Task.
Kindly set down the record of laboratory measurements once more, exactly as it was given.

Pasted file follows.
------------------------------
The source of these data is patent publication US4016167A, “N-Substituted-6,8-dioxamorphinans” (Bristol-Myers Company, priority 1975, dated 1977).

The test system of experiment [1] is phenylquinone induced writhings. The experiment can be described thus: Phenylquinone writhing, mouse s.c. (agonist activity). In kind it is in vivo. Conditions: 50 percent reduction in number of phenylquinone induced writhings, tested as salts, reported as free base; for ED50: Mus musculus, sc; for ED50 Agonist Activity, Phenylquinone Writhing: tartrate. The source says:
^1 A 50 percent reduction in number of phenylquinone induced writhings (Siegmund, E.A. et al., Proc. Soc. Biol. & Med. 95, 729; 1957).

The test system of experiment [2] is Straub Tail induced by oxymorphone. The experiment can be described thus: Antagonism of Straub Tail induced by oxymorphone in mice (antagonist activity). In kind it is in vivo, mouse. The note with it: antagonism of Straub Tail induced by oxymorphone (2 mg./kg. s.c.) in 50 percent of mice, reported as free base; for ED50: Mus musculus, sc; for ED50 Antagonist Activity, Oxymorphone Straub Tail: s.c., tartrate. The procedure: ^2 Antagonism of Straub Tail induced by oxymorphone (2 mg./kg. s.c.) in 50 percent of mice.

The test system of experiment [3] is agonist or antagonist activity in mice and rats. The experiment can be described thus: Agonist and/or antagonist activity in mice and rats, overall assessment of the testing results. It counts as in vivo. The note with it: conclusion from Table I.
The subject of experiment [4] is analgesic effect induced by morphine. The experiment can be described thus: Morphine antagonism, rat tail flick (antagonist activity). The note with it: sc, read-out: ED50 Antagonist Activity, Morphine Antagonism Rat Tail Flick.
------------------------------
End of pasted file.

The source of these data is patent publication US4016167A, “N-Substituted-6,8-dioxamorphinans” (Bristol-Myers Company, priority 1975, dated 1977).

The test system of experiment [1] is phenylquinone induced writhings. The experiment can be described thus: Phenylquinone writhing, mouse s.c. (agonist activity). In kind it is in vivo. Conditions: 50 percent reduction in number of phenylquinone induced writhings, tested as salts, reported as free base; for ED50: Mus musculus, sc; for ED50 Agonist Activity, Phenylquinone Writhing: tartrate. The source says:
^1 A 50 percent reduction in number of phenylquinone induced writhings (Siegmund, E.A. et al., Proc. Soc. Biol. & Med. 95, 729; 1957).

The test system of experiment [2] is Straub Tail induced by oxymorphone. The experiment can be described thus: Antagonism of Straub Tail induced by oxymorphone in mice (antagonist activity). In kind it is in vivo, mouse. The note with it: antagonism of Straub Tail induced by oxymorphone (2 mg./kg. s.c.) in 50 percent of mice, reported as free base; for ED50: Mus musculus, sc; for ED50 Antagonist Activity, Oxymorphone Straub Tail: s.c., tartrate. The procedure: ^2 Antagonism of Straub Tail induced by oxymorphone (2 mg./kg. s.c.) in 50 percent of mice.

The test system of experiment [3] is agonist or antagonist activity in mice and rats. The experiment can be described thus: Agonist and/or antagonist activity in mice and rats, overall assessment of the testing results. It counts as in vivo. The note with it: conclusion from Table I.
The subject of experiment [4] is analgesic effect induced by morphine. The experiment can be described thus: Morphine antagonism, rat tail flick (antagonist activity). The note with it: sc, read-out: ED50 Antagonist Activity, Morphine Antagonism Rat Tail Flick.